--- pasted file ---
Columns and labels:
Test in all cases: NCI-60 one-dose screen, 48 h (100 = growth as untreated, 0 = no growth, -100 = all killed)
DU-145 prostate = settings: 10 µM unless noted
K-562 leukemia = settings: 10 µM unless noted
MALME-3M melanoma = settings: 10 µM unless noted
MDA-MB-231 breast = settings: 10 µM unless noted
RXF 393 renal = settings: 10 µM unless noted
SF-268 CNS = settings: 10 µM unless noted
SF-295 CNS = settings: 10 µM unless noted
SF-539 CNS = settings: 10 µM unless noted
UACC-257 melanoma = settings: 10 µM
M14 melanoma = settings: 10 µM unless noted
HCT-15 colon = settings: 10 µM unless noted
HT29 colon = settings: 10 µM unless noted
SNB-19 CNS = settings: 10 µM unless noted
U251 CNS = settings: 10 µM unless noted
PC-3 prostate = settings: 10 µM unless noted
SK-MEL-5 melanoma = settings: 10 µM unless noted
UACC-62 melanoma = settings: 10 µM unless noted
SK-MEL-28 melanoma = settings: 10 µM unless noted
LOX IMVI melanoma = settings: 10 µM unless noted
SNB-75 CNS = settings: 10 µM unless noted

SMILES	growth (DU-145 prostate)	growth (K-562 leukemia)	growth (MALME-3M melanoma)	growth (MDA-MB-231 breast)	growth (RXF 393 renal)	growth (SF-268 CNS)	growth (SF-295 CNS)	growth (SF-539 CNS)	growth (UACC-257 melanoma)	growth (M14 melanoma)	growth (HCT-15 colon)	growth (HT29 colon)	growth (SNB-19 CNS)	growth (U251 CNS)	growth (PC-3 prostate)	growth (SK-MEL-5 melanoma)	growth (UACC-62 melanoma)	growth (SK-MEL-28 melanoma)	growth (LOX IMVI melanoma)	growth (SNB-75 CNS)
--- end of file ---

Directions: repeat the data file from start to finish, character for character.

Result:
Columns and labels:
Test in all cases: NCI-60 one-dose screen, 48 h (100 = growth as untreated, 0 = no growth, -100 = all killed)
DU-145 prostate = settings: 10 µM unless noted
K-562 leukemia = settings: 10 µM unless noted
MALME-3M melanoma = settings: 10 µM unless noted
MDA-MB-231 breast = settings: 10 µM unless noted
RXF 393 renal = settings: 10 µM unless noted
SF-268 CNS = settings: 10 µM unless noted
SF-295 CNS = settings: 10 µM unless noted
SF-539 CNS = settings: 10 µM unless noted
UACC-257 melanoma = settings: 10 µM
M14 melanoma = settings: 10 µM unless noted
HCT-15 colon = settings: 10 µM unless noted
HT29 colon = settings: 10 µM unless noted
SNB-19 CNS = settings: 10 µM unless noted
U251 CNS = settings: 10 µM unless noted
PC-3 prostate = settings: 10 µM unless noted
SK-MEL-5 melanoma = settings: 10 µM unless noted
UACC-62 melanoma = settings: 10 µM unless noted
SK-MEL-28 melanoma = settings: 10 µM unless noted
LOX IMVI melanoma = settings: 10 µM unless noted
SNB-75 CNS = settings: 10 µM unless noted

SMILES	growth (DU-145 prostate)	growth (K-562 leukemia)	growth (MALME-3M melanoma)	growth (MDA-MB-231 breast)	growth (RXF 393 renal)	growth (SF-268 CNS)	growth (SF-295 CNS)	growth (SF-539 CNS)	growth (UACC-257 melanoma)	growth (M14 melanoma)	growth (HCT-15 colon)	growth (HT29 colon)	growth (SNB-19 CNS)	growth (U251 CNS)	growth (PC-3 prostate)	growth (SK-MEL-5 melanoma)	growth (UACC-62 melanoma)	growth (SK-MEL-28 melanoma)	growth (LOX IMVI melanoma)	growth (SNB-75 CNS)